Larry smiled. He probably knew the waterbuck bug would bite in time, so he bided his. And in time we would see waterbuck. Usually in groups of five or ten. They were getting to be, shall we say, “common.” But the sight of them was always thrilling…many with beautiful horns that arched toward the sky in lyre-like fashion.
Safari Club International lists five different types of waterbuck. The most common is, curiously enough, called the common waterbuck. Rather largish, they stand about 50 inches at the shoulder and weigh about 475 pounds. They’re easily distinguished from other animals by the distinctive white ring on their rump.
Their aroma is also distinctive by its unpleasantness. This smell, coming from an oily secretion, seems to taint the meat and generally makes it unsuitable for reasonable people to consume. The waterbuck prefers woodland areas near sources of reliable water. But, they’re not roamers. When it’s not “springtime in the Rockies “ or otherwise “love-makin’-time-in-bush,” the males tend to form their own groups away from the cows and calves. Either way, waterbuck are highly territorial, and can be found in the same area day after day.
I certainly experienced that during my safari. You could just about count on certain areas to contain waterbuck. We were rarely disappointed.
By the third morning of the hunt I was hooked. I would go after waterbuck! It was 6:30 in the morning, and 39 degrees as we headed off in our four-wheel drive vehicle.
About 500 yards after leaving camp, we spotted a jackal running off toward the purple sunrise. “it’s an omen, I just know it,” I said to myself. Driving along, just a minute later, Julius, one of the trackers whispered to Larry.
“Waterbuck,” Cumming interpreted intensely. I grabbed my Remington .30-06 from the rack behind me and slid out the left side of the Toyota Land Cruiser.
There were three of them, and one was rather large of horn. They were about 100 yards away in Texas-styled scrub, looking at us intently. We eased their way. They eased away. We eased some more, so did they.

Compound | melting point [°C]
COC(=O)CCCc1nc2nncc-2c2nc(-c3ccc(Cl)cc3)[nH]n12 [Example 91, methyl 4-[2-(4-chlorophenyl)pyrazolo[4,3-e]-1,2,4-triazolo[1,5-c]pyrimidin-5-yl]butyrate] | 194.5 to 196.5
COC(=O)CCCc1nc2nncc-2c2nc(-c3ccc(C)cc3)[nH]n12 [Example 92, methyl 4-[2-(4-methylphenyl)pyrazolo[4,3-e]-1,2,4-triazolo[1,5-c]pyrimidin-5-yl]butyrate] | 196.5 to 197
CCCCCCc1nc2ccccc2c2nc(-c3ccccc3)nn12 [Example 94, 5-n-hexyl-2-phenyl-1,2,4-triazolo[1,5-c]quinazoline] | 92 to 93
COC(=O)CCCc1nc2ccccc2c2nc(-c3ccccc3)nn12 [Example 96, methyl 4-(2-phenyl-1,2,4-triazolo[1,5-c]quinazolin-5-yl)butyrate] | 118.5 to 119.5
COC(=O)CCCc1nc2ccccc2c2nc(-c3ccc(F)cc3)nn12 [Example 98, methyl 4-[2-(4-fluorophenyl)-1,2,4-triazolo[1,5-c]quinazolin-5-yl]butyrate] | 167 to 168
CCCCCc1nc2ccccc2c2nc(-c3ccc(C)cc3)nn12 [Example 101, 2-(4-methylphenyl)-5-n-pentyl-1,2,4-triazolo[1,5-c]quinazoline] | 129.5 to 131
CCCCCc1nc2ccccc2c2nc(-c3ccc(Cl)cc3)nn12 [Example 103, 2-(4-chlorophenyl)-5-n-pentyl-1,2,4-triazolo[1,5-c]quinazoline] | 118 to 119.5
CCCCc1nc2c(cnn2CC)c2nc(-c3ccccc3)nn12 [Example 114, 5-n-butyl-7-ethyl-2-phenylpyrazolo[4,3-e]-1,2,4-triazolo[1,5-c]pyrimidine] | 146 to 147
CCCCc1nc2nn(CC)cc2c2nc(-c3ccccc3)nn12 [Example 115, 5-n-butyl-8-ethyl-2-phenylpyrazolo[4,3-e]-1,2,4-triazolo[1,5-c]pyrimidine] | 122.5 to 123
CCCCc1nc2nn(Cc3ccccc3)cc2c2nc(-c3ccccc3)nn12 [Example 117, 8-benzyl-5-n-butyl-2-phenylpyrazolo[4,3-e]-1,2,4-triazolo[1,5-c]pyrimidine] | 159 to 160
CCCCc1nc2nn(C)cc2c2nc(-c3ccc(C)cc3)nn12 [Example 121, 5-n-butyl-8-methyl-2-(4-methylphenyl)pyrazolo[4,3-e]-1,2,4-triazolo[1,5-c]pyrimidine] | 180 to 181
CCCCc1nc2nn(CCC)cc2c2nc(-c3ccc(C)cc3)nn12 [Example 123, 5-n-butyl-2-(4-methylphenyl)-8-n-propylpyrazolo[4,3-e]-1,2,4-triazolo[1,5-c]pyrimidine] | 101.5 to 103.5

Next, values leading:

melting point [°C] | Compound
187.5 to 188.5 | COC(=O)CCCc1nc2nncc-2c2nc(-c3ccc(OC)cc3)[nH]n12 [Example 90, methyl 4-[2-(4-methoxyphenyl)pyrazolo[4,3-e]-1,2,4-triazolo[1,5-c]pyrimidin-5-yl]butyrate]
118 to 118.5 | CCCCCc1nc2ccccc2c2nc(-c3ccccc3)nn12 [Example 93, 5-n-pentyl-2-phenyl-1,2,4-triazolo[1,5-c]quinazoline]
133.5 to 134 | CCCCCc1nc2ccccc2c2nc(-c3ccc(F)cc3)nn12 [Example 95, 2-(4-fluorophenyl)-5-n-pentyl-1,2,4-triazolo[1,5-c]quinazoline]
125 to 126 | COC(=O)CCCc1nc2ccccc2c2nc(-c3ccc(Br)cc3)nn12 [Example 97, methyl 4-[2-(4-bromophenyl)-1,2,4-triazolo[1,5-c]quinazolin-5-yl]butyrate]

There were so many trees and scrub in the way, it was tough to spot them…even when they were only 100 or 150 yards away. Those smart fellows kept it that way, playing a little game of cat and mouse with us. Or buck and bwana, if you will. This went on for about half a mile, until the three waterbuck finally tired of the game and pulled into third gear and headed for the next county…or whatever those governmental jurisdictions are called in Zimbabwe.
Later in the morning, after trying unsuccessfully to get close to some good impala rams, we spotted another group of waterbuck. This time about a dozen. But none of them were worth going after. At least that’s what Larry told me. My eyes, at 50, are not what they used to be, and besides, I’m no expert on judging the horns of a waterbuck. From what I was able to see, they sure looked good to me. But I took my guides word for it.
That afternoon, we tried a different approach. Instead of driving, we hiked. Connie – the official photographer of the 1984 Catsis Africa Expedition- was with us.
Julius took the Toyota and drove to a dammed-up lake where we were to meet him later. Larry Cumming had built the dam and one other like it on his 30,000 acre property, and has plans for a third. Thus, the assurance of water even during Africa’s dry season – May to October – is part of good game management, resulting in good hunting for years to come.
Because waterbuck are especially fond of water, I guess that’s why they call them waterbuck. Probably for the same reason other animals are called reedbucks and bushbucks, I suppose. Waterbucks have been known to virtually submerge themselves in rivers to protect themselves from attack. For some reason (perhaps because of their smell), the crocodile doesn’t attack them.
In any event, there were more waterbucks than any other game animal in the area we were hunting. During our hike to the lake we spotted about two-dozen waterbuck, in two separate groups of about a dozen each. They would spot us at about the same time we would see them and off they would skedaddle before I was able to raise my rifle.